Friday, April 5, 2013

Three Limericks

I have been writing a modern-day fiction story called "The Chronicles of Chen-Sing", and while I'm not posting it on here at the moment, I am posting three limericks in the story.  They have a good deal to do with the changing of my protagonist, Ayden, but they aren't the main thrust of the novel.

To gold, men’s hearts to bind,
But true life, in that they shall not find,
Kings and lords,                             
Fight with glistening swords,
But life, true life, upon them shall never be shined.

A golden key will unlock a life,
Set him free from worldly strife,
A golden key not of man’s gold,
For that can be bought and sold,
For this golden key is far beyond value money or fife.

Doubt not that this is the right,
Come into the light,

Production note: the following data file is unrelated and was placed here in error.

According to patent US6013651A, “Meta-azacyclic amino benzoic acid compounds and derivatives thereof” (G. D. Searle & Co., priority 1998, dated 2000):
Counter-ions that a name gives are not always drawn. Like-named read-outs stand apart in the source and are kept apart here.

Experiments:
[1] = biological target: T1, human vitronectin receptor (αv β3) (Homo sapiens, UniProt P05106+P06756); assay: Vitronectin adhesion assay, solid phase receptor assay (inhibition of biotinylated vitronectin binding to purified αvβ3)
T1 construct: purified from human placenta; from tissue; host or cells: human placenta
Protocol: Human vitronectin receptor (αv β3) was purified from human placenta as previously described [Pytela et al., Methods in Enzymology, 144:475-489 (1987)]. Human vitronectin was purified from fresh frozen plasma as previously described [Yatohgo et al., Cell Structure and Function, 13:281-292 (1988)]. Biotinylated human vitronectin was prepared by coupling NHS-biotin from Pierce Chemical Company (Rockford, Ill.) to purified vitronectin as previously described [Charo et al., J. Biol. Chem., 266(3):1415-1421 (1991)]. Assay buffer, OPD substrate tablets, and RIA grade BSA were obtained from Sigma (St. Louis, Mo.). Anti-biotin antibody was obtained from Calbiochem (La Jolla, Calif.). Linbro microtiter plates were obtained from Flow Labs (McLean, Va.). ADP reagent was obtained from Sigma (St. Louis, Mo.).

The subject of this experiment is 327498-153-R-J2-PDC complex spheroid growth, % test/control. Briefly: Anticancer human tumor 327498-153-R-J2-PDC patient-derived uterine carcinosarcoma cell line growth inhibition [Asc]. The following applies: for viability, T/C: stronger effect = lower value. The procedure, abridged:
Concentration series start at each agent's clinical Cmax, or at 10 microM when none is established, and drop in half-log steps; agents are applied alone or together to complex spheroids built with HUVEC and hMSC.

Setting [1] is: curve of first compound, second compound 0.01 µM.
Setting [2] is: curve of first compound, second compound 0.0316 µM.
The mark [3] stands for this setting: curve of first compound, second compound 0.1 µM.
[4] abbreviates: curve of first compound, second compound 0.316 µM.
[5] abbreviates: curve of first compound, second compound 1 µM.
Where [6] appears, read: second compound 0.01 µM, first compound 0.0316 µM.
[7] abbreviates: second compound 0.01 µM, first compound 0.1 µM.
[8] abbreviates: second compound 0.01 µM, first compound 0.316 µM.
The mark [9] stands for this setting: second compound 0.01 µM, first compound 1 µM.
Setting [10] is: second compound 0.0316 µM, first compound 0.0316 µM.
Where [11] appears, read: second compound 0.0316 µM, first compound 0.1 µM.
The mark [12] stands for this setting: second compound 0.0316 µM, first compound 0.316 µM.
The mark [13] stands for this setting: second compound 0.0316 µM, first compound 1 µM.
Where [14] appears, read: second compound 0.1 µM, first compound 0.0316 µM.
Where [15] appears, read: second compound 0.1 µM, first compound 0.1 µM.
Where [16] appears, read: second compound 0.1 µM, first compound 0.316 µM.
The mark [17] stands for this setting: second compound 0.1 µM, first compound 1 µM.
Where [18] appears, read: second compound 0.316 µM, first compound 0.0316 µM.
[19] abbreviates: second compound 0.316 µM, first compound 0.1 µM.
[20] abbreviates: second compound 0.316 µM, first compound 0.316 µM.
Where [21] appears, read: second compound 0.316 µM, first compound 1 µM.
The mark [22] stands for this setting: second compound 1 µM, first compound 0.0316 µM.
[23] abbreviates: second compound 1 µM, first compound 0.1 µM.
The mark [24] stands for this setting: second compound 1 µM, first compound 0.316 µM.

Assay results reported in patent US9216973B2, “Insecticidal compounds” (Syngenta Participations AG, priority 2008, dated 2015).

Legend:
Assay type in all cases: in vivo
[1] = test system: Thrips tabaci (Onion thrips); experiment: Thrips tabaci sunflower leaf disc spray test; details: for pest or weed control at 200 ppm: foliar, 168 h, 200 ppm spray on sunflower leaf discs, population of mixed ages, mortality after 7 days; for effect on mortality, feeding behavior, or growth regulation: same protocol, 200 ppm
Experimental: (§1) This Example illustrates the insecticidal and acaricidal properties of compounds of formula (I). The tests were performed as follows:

Darkness will seek,
Its flaming wreak,
But be strong, see what is true through new sight.

I hope you enjoyed them, later I'll post the story that they are in, once it is edited and all of that.

~The WordWeaver


  1. I like the poems, but are they meant as songs? I was just wondering because the last lines never seem to have a rime and that seems to happen in songs a lot.
    Still, I liked the poems.

    1. Thanks!

      Actually, with limericks, they do rhyme. A limerick has lines 1 and 2 rhyme, then 3 and 4 rhyme, but then the 5th line rhymes with lines 1 and 2, so it does rhyme, it's just a little more complicated way. If you read them again, that's how I did it. :)

      Thanks again for reading!


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